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Friday, December 24, 2004

 

Don't Drive Like a Tchoutchka

So you worry about our safety here in Baku?

Let's get something straight. There are three things that are truly dangerous here: riding in cars; walking in a place where cars might appear and walking on crumbling sidewalks at 3 am after a night of heavy drinking. The latter problem presents an acceptable level of risk.

The former two require skill, balls and a healthy dose of denial to manage.

Azeris do not acknowledge internationally-recognized traffic control symbols. This includes lanes, stop lights, crosswalks (there aren't any anyway), yield signs, one-way signs or speed limits. An Azeri driver, usually in a black mercedes, will not hesitate to drive down the opposite lane of traffic at 60 mph to pass a long line of cars stopped at a red light. It is also not unacceptable to drive up on a sidewalk to avoid a line of cars waiting at a light.

Every rush hour, gridlock paralyzes downtown Baku because no one will stop at a light. Intersections become immobile, interlocking puzzles of Ladas, Volgas, Zhigulis, Mercedes and SUVs, all honking with bitter, self-induced frustration.

Horn use is epidemic. In the nanosecond it takes for the electrical impulse to pass from the red light to the blinking yellow light that indicates "put it in gear," the horns start. Because drivers have become immune to the common horn, many have upgraded to new and improved horn packages. These include flashing strobes, police sirens, machine gun fire and unidentifyable squwaks that are activated by a simple flick of a lever next to the steering wheel.

All of this makes a simple act of crossing the street a crapshoot. Smart pedestrians behave like drivers, ignore traffic signals and seize any opening, even if that means standing in the middle of a four lane highway or weaving in and out of slow-moving traffic like Frogger.

Much of this bad behavior, I believe, is a result of Caucasian he-manism. (Let's make another thing clear --95% of drivers are men. Women rarely even ride in the front seat and hardly ever drive. I saw a woman taxi driver once and nearly fainted). No one tells an Azeri man where he can put his car. No one tells an Azeri man with a car that he can't go first. When approaching an uncontrolled intersection, my driver actually speeds up to ensure he gets there first. Successful driving in Baku requires a level of agression and defensiveness that would serve one well in a cell block at San Quentin.

It also the case that, if there are traffic laws, no one knows what they are. Drivers' licenses in Azerbaijan, like university degrees, are sold, not earned. Add this to the influx of refugees and country people who come to Baku with no skill in anything whatsoever, including driving cars, and you've got vehicular chaos.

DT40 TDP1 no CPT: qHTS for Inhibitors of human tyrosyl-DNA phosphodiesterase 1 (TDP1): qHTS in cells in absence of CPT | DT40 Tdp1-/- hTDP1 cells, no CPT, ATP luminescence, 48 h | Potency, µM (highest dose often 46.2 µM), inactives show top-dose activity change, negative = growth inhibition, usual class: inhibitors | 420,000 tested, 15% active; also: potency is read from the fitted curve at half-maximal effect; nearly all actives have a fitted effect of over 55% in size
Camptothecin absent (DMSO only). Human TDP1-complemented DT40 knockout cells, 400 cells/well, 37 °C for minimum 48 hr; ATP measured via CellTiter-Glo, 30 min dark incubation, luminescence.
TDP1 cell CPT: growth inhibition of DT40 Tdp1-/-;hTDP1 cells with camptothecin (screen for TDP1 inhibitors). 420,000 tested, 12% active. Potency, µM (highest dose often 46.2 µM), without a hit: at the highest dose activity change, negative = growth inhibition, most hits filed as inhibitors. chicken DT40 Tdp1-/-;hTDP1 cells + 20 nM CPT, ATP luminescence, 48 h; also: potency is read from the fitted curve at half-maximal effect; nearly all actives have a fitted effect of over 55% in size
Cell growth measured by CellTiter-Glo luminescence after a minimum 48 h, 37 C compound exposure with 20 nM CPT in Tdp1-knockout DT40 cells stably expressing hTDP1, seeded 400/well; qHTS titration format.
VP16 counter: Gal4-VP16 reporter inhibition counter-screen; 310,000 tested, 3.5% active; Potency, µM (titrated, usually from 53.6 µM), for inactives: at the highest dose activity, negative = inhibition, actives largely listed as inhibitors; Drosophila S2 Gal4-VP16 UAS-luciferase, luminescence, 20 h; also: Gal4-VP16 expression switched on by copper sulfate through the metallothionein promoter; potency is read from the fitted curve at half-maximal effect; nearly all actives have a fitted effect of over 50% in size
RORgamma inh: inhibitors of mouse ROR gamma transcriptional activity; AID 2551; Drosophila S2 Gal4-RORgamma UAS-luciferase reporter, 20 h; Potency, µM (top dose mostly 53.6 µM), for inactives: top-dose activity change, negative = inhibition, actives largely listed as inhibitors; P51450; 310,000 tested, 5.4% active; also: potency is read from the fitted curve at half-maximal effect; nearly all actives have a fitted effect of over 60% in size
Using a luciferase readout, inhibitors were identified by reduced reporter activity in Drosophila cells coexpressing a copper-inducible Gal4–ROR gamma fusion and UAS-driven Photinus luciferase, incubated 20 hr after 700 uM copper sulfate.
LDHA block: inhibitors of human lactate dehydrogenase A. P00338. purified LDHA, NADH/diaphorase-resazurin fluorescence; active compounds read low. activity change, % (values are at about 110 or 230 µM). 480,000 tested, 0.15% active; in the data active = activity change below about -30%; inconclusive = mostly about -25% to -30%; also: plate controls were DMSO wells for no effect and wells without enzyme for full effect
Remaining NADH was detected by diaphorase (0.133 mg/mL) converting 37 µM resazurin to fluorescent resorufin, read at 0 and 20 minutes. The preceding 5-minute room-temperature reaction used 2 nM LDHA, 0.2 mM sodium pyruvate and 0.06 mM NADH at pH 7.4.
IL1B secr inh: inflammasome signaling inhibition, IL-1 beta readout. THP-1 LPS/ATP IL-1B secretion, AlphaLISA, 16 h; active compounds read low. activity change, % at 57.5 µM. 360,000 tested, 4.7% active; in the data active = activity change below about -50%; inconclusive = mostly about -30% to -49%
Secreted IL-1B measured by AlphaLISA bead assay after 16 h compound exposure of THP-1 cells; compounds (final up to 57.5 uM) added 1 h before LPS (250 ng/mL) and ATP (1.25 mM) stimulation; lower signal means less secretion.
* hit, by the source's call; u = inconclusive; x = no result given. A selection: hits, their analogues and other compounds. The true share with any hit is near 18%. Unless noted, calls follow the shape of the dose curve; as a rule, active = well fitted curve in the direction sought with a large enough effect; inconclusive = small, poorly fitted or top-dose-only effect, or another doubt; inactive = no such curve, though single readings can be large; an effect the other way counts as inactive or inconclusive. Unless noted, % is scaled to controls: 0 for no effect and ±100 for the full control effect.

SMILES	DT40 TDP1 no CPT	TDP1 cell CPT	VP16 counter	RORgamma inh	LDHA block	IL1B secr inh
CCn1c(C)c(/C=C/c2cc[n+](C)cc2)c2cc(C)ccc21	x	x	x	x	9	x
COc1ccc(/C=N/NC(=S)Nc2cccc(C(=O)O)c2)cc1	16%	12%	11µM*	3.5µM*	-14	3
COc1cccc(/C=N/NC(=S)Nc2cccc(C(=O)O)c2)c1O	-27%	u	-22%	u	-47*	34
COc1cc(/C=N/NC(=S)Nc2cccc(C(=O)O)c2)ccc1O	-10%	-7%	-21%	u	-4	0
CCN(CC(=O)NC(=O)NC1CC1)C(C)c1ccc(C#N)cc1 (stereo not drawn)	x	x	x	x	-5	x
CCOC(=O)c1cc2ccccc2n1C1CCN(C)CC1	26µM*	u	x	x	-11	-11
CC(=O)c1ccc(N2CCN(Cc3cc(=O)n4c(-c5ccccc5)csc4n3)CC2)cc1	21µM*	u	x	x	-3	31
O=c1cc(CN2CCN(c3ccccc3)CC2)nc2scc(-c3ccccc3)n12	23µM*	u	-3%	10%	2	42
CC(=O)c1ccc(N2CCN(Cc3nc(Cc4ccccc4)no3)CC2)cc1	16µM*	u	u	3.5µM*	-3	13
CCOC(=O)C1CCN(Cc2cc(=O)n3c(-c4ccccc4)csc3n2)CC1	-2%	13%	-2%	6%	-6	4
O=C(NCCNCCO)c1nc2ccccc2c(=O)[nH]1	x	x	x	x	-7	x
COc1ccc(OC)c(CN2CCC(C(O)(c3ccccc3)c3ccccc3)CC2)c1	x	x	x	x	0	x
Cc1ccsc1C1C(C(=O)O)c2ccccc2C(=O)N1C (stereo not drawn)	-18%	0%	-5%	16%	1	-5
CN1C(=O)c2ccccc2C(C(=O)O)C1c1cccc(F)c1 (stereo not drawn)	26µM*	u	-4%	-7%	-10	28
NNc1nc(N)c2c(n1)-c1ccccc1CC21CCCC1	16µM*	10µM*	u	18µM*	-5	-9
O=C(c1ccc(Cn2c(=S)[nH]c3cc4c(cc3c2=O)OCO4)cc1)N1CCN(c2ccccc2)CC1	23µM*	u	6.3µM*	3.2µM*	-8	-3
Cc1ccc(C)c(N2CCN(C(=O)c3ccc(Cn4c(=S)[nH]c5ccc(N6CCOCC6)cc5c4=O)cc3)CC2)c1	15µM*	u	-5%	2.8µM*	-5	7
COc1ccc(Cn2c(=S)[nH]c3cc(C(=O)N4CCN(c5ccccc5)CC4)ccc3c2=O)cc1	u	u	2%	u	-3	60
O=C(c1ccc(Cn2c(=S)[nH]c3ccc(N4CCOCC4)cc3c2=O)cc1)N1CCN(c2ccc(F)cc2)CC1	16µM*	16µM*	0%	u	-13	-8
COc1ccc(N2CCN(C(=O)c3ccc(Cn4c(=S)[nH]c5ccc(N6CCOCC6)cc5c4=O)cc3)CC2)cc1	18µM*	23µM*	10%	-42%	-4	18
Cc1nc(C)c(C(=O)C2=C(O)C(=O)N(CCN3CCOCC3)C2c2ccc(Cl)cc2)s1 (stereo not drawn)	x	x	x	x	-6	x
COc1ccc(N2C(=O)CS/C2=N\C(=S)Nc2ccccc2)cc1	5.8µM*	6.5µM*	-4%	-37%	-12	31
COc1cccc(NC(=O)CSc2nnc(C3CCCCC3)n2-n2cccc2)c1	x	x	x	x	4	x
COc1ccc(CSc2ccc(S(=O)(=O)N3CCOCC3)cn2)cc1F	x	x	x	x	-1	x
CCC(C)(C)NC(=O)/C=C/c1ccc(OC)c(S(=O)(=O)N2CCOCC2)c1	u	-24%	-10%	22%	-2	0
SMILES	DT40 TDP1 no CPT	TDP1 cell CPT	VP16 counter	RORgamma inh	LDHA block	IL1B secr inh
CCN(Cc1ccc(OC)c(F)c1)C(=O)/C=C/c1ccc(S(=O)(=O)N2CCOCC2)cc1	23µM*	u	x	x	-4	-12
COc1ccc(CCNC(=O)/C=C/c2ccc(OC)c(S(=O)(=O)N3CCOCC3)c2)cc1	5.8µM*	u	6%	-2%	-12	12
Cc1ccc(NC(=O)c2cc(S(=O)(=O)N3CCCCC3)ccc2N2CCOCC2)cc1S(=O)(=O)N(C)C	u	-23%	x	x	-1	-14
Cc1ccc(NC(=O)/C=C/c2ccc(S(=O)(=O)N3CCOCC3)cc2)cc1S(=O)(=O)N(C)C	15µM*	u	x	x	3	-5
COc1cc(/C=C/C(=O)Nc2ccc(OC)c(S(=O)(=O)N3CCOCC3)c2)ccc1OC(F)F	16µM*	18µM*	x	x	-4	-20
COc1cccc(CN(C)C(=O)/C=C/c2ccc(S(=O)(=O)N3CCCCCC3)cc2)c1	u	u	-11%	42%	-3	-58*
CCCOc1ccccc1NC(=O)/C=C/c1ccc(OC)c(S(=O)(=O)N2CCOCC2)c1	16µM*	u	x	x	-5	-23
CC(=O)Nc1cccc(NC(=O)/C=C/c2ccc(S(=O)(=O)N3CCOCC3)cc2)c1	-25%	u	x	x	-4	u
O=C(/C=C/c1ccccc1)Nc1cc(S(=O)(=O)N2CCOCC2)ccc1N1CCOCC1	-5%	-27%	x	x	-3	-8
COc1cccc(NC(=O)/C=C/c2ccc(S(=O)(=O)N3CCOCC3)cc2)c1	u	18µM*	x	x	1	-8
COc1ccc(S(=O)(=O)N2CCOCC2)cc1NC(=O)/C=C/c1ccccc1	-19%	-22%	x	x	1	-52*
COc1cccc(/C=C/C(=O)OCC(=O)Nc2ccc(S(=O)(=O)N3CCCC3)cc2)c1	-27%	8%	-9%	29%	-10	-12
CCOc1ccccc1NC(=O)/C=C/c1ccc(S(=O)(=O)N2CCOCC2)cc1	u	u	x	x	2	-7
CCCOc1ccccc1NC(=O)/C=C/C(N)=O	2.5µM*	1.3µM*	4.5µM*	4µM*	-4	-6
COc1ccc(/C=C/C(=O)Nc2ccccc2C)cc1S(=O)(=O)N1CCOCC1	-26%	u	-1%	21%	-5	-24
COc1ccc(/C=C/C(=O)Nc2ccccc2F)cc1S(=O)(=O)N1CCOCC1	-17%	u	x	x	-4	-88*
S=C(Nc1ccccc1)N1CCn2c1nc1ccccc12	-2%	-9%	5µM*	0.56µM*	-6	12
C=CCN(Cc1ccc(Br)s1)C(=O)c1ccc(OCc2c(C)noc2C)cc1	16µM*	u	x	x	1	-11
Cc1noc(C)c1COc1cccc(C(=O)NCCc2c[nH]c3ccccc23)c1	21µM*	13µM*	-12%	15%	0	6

So what can you do about this? First, embrace the reality of life without rules. If everyone lives their lives expecting a Volga to weave in and out of traffic going the wrong way, no one is taken aback when it actually happens. It's a skill that's necessary anywhere in the developing world: if you accept that at any time, you can come upon a motorcycle in the center lane of a highway going 20 mph with 36 live chickens hanging by their feet or a herd of sheep standing in the middle of the road, you're much better able to avoid it and not cause a fiery pile up.

Or, if you're a do-gooder like The Producer, you think up ways you can solve the problem. Let's see. Why not make a PSA?

Let's follow the creative process: what does an Azeri hate more than anything?

To be accused of being uneducated or from the country.

How about an ad that features an overloaded Lada weaving drunkenly, driving on the wrong side of the downtown city street, scattering pedestrians and chickens and cats and bags of garbage. The tagline: Don't Drive Like a Tchoutcka (Russian for "country person."). We think it would be pretty effective.


Tchoutchka in Motion

The Producer also wants to create bumper stickers that read "Honk if You Love Armenia" and, in an unsanctioned guerilla operation, place them on bumpers late at night. (As a result of the Nagorno-Karabagh war in the early '90's, Azeris view Armenians as personification of the devil himself, and really, not unjustly). Either the honking would immediately stop, or another war would start. It may be a chance worth taking.

So, in spite of all this (or perhaps because of it), we have bought a car. This will open avenues of new and unpredictable adventures for us, not just because:


What better time to start a blog, no? Want to go for a ride?



Comments:
So how does your driving compare to a tchoutcka's?
 
quote"As a result of the Nagorno-Karabagh war in the early '90's, Azeris view Armenians as personification of the devil himself, and really, not unjustly)" Really? Is that so? Is that your carefully considered judgement?
PS Is it that your fotos are so bad or are your carpets really so mediocre?
PPS get a driver for your car like everyone else
 
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